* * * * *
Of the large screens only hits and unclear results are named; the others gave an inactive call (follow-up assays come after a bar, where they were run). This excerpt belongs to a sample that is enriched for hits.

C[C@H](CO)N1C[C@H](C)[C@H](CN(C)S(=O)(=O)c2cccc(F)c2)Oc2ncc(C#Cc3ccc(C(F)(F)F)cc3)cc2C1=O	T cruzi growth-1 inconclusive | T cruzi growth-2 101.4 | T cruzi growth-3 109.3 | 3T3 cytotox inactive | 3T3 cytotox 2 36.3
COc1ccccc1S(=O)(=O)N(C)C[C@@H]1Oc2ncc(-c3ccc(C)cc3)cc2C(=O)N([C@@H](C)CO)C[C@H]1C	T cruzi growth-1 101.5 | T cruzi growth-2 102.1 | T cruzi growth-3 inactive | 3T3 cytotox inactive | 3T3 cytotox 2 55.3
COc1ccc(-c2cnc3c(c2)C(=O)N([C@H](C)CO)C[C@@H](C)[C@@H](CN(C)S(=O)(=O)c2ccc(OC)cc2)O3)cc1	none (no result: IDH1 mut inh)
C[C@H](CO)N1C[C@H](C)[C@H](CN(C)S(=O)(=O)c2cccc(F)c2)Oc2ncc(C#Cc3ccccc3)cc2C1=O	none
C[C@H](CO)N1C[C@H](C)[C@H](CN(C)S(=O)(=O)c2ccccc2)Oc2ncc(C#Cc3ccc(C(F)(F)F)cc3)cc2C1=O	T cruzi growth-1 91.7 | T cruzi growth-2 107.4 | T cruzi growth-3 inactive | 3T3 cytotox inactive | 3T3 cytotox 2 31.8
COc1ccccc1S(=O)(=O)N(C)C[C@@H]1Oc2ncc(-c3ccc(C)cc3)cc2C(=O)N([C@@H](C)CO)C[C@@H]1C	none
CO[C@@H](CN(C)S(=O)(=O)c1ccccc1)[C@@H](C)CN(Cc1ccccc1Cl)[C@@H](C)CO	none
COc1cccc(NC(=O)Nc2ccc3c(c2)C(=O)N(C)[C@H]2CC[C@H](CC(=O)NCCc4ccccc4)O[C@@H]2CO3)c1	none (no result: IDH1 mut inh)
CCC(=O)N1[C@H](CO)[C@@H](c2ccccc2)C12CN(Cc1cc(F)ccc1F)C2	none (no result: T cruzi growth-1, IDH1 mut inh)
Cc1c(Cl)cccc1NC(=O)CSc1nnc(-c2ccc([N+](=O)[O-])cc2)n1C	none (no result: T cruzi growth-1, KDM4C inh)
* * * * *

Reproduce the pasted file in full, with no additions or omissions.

Of the large screens only hits and unclear results are named; the others gave an inactive call (follow-up assays come after a bar, where they were run). This excerpt belongs to a sample that is enriched for hits.

C[C@H](CO)N1C[C@H](C)[C@H](CN(C)S(=O)(=O)c2cccc(F)c2)Oc2ncc(C#Cc3ccc(C(F)(F)F)cc3)cc2C1=O	T cruzi growth-1 inconclusive | T cruzi growth-2 101.4 | T cruzi growth-3 109.3 | 3T3 cytotox inactive | 3T3 cytotox 2 36.3
COc1ccccc1S(=O)(=O)N(C)C[C@@H]1Oc2ncc(-c3ccc(C)cc3)cc2C(=O)N([C@@H](C)CO)C[C@H]1C	T cruzi growth-1 101.5 | T cruzi growth-2 102.1 | T cruzi growth-3 inactive | 3T3 cytotox inactive | 3T3 cytotox 2 55.3
COc1ccc(-c2cnc3c(c2)C(=O)N([C@H](C)CO)C[C@@H](C)[C@@H](CN(C)S(=O)(=O)c2ccc(OC)cc2)O3)cc1	none (no result: IDH1 mut inh)
C[C@H](CO)N1C[C@H](C)[C@H](CN(C)S(=O)(=O)c2cccc(F)c2)Oc2ncc(C#Cc3ccccc3)cc2C1=O	none
C[C@H](CO)N1C[C@H](C)[C@H](CN(C)S(=O)(=O)c2ccccc2)Oc2ncc(C#Cc3ccc(C(F)(F)F)cc3)cc2C1=O	T cruzi growth-1 91.7 | T cruzi growth-2 107.4 | T cruzi growth-3 inactive | 3T3 cytotox inactive | 3T3 cytotox 2 31.8
COc1ccccc1S(=O)(=O)N(C)C[C@@H]1Oc2ncc(-c3ccc(C)cc3)cc2C(=O)N([C@@H](C)CO)C[C@@H]1C	none
CO[C@@H](CN(C)S(=O)(=O)c1ccccc1)[C@@H](C)CN(Cc1ccccc1Cl)[C@@H](C)CO	none
COc1cccc(NC(=O)Nc2ccc3c(c2)C(=O)N(C)[C@H]2CC[C@H](CC(=O)NCCc4ccccc4)O[C@@H]2CO3)c1	none (no result: IDH1 mut inh)
CCC(=O)N1[C@H](CO)[C@@H](c2ccccc2)C12CN(Cc1cc(F)ccc1F)C2	none (no result: T cruzi growth-1, IDH1 mut inh)
Cc1c(Cl)cccc1NC(=O)CSc1nnc(-c2ccc([N+](=O)[O-])cc2)n1C	none (no result: T cruzi growth-1, KDM4C inh)